9. Balcı Hİ, Polat G, Dikmen G, Atalar A, Kapıcıoğlu M, Aşık M. Safety of posterior ankle arthroscopy portals in different ankle positions: a cadaveric study. Knee Surgery, Sports Traumatology, Arthroscopy. 2016 Jul 1;24(7):2119-23.
10. Urguden M, Cevikol C, Dabak TK, Karaali K, Aydin AT, Apaydin A. Effect of jointmotion on safety of portals in posterior ankle arthroscopy. Arthroscopy 25:1442–1446, 2009.
11. Van Dijk CN, De Leeuw PA, Scholten PE. Hindfoot endoscopy for posterior ankle impingement: surgical technique. JBJS. 2009 Oct 1;91(Supplement_2):287-98.
12. Tonogai I, Hayashi F, Tsuruo Y, Sairyo K. Anatomic Study of Anterior and Posterior Ankle Portal Sites for Ankle Arthroscopy in Plantarflexion and Dorsiflexion: A Cadaveric Study in the Japanese Population. The Journal of Foot and Ankle Surgery. 2018 May 1;57(3):537-42.
13. Spennacchio P, Cucchi D, Randelli PS, et al. Evidence-based indications for hindfoot endoscopy. Knee Surg Sports TraumatolArthrosc2016;24:1386–95.
14. Van Dijk CN, Vuurberg G, Batista J, d’Hooghe P. Posterior ankle arthroscopy: current state of the art. Journal of ISAKOS: Joint Disorders &Orthopaedic Sports Medicine. 2017 Aug 7:jisakos-2016.
15. van Dijk CN, van Bergen CJ. Advancements in ankle arthroscopy. J Am AcadOrthopSurg2008;16:635–46.
16. van Dijk CN. Hindfoot endoscopy. Foot Ankle Clin2006;11:391–414.
17. Ogut T, Ayhan E, Irgit K, et al. Endoscopic treatment of posterior ankle pain. Knee Surg Sports TraumatolArthrosc2011;19:1355–61.
18. van Dijk CN. Hindfoot endoscopy for posterior ankle pain. Instr Course Lect2006;55:545–54.
19. Smyth NA, Murawski CD, Levine DS, Kennedy JG. Hindfoot arthroscopic surgery for posterior ankle impingement: a systematic surgical approach and case series. The American journal of sports medicine. 2013 Aug;41(8):1869-76.
20. Golanò P, Mariani PP, Rodríguez-Niedenfuhr M, Mariani PF, Ruano-Gil D. Arthroscopic anatomy of the posterior ankle ligaments.Arthroscopy. 2002;18:353-8.
21. Beimers L, de Leeuw PAJ, van Dijk CN. A 3-portal approach for arthroscopic subtalar arthrodesis. Knee Surgery, Sports Traumatology, Arthroscopy. 2009;17(7):830-834.
22. Lee KB, Saltzman CL, Suh JS, Wasserman L, Amendola A. A posterior 3-portal arthroscopic approach for isolated subtalar arthrodesis. Arthroscopy: The Journal of Arthroscopic & Related Surgery. 2008 Nov 1;24(11):1306-10.


How to Cite this article: Tracey J, Parekh S G. Modern Concept in Posterior Ankle Arthroscopy. Asian Journal of Arthroscopy May-Aug 2018;3(2): 9-12.


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Ankle Arthroscopy

Rachala Madhu, Kartik Hariharan

Volume 3 | Issue 2 | May – Aug 2018 | Page 3-8


Author: Rachala Madhu, Kartik Hariharan [1].

[1] Department of Orthopaedic and Foot and Ankle Surgeon Royal Gwent Hospital

Address of Correspondence
Dr. Kartik Hariharan,
Consultant Orthopaedic and Foot and Ankle Surgeon Royal Gwent Hospital Cardiff Rd Newport NP20 2UB United Kingdom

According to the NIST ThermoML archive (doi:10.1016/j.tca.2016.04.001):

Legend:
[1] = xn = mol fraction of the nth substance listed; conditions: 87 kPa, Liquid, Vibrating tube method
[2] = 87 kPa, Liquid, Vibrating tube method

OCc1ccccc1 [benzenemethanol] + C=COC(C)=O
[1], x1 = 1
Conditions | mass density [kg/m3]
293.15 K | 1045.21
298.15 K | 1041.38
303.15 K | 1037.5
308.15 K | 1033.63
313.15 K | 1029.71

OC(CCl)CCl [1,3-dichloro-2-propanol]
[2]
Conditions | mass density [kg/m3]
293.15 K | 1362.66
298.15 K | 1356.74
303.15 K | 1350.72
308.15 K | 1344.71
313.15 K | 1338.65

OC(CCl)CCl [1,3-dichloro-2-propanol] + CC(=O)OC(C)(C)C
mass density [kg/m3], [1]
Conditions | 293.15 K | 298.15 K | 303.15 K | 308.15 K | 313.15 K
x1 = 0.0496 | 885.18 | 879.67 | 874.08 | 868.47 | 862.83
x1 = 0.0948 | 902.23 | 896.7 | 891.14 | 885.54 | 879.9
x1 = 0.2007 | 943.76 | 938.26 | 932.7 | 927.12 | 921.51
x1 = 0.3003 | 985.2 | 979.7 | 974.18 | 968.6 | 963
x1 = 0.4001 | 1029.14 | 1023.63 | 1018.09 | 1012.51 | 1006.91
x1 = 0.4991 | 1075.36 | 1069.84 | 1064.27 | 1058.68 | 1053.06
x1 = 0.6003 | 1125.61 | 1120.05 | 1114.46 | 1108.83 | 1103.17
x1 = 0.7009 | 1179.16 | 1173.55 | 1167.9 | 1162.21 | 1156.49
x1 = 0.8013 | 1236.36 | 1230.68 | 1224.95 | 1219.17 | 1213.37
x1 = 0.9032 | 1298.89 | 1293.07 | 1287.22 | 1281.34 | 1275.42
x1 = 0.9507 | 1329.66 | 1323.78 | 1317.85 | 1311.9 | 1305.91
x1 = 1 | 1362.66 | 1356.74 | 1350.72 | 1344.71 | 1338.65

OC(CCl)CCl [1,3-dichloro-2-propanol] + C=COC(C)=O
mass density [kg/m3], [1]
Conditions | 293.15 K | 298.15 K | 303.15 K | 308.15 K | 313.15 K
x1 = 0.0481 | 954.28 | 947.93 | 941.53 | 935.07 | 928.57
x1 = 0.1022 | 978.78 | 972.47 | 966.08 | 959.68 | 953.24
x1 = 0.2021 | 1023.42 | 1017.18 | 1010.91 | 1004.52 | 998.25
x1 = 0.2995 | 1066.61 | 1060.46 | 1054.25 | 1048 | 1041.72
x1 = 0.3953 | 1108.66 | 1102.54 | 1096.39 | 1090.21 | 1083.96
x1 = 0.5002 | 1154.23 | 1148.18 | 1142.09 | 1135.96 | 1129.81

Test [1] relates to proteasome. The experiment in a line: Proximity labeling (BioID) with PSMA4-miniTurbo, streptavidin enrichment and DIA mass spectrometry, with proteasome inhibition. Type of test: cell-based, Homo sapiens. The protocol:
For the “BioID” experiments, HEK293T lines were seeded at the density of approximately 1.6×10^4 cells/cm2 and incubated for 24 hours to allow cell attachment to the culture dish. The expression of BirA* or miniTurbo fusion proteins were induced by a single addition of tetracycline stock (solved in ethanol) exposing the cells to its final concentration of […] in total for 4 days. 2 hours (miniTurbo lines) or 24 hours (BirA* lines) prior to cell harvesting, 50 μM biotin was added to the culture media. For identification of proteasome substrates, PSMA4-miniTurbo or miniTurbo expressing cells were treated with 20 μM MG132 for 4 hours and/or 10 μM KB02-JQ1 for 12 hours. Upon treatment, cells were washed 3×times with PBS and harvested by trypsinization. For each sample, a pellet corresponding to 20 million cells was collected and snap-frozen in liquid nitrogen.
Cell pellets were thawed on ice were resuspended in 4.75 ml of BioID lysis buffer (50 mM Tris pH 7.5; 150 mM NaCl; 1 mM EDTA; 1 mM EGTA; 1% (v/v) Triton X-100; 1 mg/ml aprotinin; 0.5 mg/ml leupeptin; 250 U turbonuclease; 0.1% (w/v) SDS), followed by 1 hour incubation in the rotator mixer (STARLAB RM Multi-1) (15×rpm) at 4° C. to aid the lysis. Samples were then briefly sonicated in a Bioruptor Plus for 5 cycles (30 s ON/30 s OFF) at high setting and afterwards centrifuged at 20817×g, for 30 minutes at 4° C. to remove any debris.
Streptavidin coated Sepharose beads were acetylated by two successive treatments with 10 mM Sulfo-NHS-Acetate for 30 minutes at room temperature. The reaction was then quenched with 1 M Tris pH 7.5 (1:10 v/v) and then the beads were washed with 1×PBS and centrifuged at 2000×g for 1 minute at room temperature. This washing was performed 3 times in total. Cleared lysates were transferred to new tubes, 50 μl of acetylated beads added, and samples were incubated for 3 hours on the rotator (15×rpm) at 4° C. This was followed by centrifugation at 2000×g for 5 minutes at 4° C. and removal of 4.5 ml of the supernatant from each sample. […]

Email: h.kartik@gmail.com


Abstract

Ankle arthroscopy has evolved rapidly within the last twenty-five years and is now the principal method of treatment of ankle disorders. It would be prudent for an aspiring orthopaedic surgeon to include this technique in his or her armamentarium of surgical techniques. This will provide the surgeon an inclusive option to obtain accurate diagnosis and to discuss management options with the patient. The minimally invasive technique is biologically friendly by preserving the soft tissue envelope. This will also meet patient expectations to achieve an earlier and predictable functional recovery from ankle pathology. This review article will briefly mention historical aspects and outline the basic technique and relevant benefits of ankle arthroscopy. Indications and contra-indications of ankle arthroscopy will be discussed with pertinent review of literature. Complications and outcomes of the procedure will also be highlighted.
Keywords: Ankle arthroscopy, technique, indications


References

1. Burman MS: Arthroscopy or the direct visualization of joints: An experimental cadaver study. J Bone Joint Surg Am 1931; 13:669-695.
2. Watanabe M: Sefloc-Arthroscope (Watanabe no. 24 arthroscope): Monograph. Tokyo, Japan: Teishin Hospital, 1972.
3. Chen YC: Clinical and cadaver studies on the ankle joint arthroscopy. J Jpn Orthop Assoc 1976; 50: pp. 631-651.
4. Kim et al. Reliability and Validity of Magnetic Resonance Imaging for the Evaluation of the Anterior Talofibular Ligament in Patients Undergoing Ankle Arthroscopy. Arthroscopy. 2015 Aug; 31(8):1540-7.
5. Accuracy of MRI scan in the diagnosis of ligamentous and chondral pathology in the ankle. Joshy S, Abdulkadir U, Chaganti S, Sullivan B, Hariharan K. Foot Ankle Surg. 2010 Jun;16(2):78-80.
6. Dowdy PA, Watson BV, Amendola A, and Brown JD: Noninvasive ankle distraction: relationship between force, magnitude of distraction, and nerve conduction abnormalities. Arthroscopy 1996; 12: pp. 64-69
7. van Dijk CN, Scholte D. Arthroscopy of the ankle joint. Arthroscopy. 1997 Feb; 13(1):90-6.
8. Gulihar A, Bryson DJ, Taylor GJ. Effect of different irrigation fluids on human articular cartilage: an in vitro study. Arthroscopy 2013; 29:251–6.
9. Ferkel, Richard D.; Dierckman, Brian D.; Phisitkul, Phinit. Mann’s Surgery of the Foot and Ankle. 9 th ed. Philadelphia, PA: Saunders, an imprint of Elsevier Inc; 2014. p.1723-1827.
10. Stetson WB, and Ferkel RD: Ankle arthroscopy: I. Technique and complications. J Am Acad Orthop Surg 1996; 4: pp. 17-23
11. Molloy S, Solan MC, Bendall SP. Synovial impingement in the ankle. A new physical sign. J Bone Joint Surg Br. 2003 Apr;85(3):330-3.